Emotion regulation and mental habit in mindful eating

Fisher, Naomi R., et al. “Dispositional mindfulness and reward motivated eating: The role of emotion regulation and mental habit.” Appetite, published online 21 Jul 2017.

From the Abstract.  Evidence regarding the effectiveness of mindfulness based interventions (MBIs) for eating disorders, weight management and food craving is emerging and further studies are required to understand the underlying mechanisms of MBIs in these domains.

The current study was designed to establish the role of specific mechanisms underlying the putative relationship between mindfulness and reward motivated eating. We predicted that mindfulness would be negatively related to features of reward motivated eating and that this association would be mediated by emotion regulation and habitual negative self-thinking.

A cross-sectional survey measuring uncontrolled and emotional eating, mindfulness, emotion regulation and habitual negative self-thinking was completed by female and male meditators and non-meditators (N = 632). Lower levels of dispositional mindfulness were associated with difficulties in emotion regulation, habitual negative self-thinking and both emotional and uncontrolled eating.

Difficulties in emotion regulation significantly mediated the mindfulness-uncontrolled eating relationship. Habitual negative self-thinking significantly mediated the mindfulness-emotional eating relationship. Participants with meditation experience reported greater levels of dispositional mindfulness, fewer difficulties with emotion regulation and habitual negative self-thinking and reduced uncontrolled eating tendencies, compared to non-meditators.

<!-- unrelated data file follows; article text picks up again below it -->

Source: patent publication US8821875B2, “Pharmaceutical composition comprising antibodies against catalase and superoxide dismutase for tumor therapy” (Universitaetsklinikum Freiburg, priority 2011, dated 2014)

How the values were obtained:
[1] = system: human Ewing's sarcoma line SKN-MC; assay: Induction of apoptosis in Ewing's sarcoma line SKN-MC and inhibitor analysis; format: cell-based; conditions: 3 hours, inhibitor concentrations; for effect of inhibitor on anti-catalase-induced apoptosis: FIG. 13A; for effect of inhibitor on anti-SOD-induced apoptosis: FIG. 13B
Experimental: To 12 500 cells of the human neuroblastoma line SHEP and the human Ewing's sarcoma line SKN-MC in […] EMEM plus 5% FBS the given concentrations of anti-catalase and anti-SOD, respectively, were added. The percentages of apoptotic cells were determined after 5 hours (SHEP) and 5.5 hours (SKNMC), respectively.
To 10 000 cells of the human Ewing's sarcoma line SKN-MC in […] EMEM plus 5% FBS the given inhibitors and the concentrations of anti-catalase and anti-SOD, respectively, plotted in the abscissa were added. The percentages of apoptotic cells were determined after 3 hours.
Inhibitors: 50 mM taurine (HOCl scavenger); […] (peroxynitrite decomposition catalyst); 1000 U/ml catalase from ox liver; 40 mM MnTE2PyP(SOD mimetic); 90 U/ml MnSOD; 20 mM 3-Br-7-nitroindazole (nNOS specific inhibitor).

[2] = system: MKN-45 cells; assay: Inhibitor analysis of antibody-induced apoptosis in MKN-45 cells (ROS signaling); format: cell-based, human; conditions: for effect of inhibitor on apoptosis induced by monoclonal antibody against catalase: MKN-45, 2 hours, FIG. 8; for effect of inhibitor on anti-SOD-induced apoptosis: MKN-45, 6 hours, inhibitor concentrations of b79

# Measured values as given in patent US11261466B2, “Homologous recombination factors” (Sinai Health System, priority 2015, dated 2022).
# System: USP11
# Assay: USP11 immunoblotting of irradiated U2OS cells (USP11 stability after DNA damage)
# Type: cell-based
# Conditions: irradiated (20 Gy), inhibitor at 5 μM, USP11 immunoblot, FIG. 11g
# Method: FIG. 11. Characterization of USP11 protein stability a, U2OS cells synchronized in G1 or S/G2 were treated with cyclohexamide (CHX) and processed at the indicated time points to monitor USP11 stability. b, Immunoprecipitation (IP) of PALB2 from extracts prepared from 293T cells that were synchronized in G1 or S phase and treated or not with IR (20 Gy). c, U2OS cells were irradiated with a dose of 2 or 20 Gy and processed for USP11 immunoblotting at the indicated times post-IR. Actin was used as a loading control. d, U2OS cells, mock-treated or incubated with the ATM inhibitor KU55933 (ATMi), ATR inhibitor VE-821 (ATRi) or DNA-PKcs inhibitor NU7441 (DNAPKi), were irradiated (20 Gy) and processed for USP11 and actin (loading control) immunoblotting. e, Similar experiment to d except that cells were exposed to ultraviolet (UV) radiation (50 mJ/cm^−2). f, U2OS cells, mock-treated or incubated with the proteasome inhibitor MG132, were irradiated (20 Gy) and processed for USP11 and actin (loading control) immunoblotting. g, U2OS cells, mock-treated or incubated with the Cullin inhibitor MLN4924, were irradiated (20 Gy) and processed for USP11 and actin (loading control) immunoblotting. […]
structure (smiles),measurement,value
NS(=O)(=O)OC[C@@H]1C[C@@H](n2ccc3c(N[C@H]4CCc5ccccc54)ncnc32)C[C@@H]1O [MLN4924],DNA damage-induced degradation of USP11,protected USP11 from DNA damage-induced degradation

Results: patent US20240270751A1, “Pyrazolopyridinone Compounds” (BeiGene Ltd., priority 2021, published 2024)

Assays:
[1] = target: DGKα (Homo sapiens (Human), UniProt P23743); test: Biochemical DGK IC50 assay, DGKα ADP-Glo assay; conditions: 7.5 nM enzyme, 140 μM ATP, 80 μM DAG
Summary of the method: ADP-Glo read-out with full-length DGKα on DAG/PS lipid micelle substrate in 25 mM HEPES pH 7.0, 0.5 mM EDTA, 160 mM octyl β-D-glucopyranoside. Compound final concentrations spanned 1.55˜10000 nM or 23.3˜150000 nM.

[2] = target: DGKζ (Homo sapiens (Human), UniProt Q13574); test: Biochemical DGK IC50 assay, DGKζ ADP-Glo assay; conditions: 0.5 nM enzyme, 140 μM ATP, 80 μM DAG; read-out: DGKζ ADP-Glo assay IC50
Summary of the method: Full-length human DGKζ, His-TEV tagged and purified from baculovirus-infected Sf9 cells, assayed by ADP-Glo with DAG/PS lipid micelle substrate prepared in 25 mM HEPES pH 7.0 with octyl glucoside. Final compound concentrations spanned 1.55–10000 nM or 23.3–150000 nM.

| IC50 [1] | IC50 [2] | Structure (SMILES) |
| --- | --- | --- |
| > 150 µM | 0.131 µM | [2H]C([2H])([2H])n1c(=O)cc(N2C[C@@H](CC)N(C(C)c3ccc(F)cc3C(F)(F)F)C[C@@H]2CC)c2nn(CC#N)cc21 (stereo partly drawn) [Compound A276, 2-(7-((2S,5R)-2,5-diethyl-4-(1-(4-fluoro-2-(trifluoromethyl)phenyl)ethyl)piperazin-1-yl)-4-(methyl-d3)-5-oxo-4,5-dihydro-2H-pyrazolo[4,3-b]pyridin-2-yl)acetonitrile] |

The findings suggest that MBIs designed to change reward motivated eating and weight control should focus on emotion regulation and mental habits as underlying mechanisms.

The neurobiology of mindfulness (review)

Zeidan, F. (2014). The Neurobiology of Mindfulness Meditation. In The Handbook of Mindfulness. New York: Guilford Press. In press. Full text.

From the Introduction. For thousands of years, contemplatives have reported that enhancements in sensory awareness, cognition, and health can be accomplished through meditation practice. Before the development and utilization of neuroimaging and other scientific methodologies, the scientific world cast these descriptions as reflections of a relaxation response at best, and report biases associated with practitioner zeal at worst.

The recent surge in number of mindfulness-based studies has supported the claim that mindfulness meditation can improve a range of mental and physical health outcomes, and neuroimaging studies are beginning to identify the brain mechanisms that mediate the relationships between mindfulness meditation and such outcomes.

Although the neuroscientific investigation of mindfulness meditation is in its infancy, the premise of this chapter is that mindfulness meditation engages a unique, distributed network of brain regions. This chapter builds on previous neuroscientific work by offering a complementary perspective that focuses on a temporal account of the neurobiology of mindfulness, which considers the neurobiological basis of how mindfulness engages the brain over time. I first provide a brief overview describing some key neuroimaging methodologies used in research.

In the sections to follow, I provide a descriptive account of the neurobiological correlates of dispositional mindfulness, brief meditation training (1 week or less), the mindfulness based stress reduction (MBSR) program (approximately 8 weeks), and finally expert meditators (more than 1,000 hours of practice).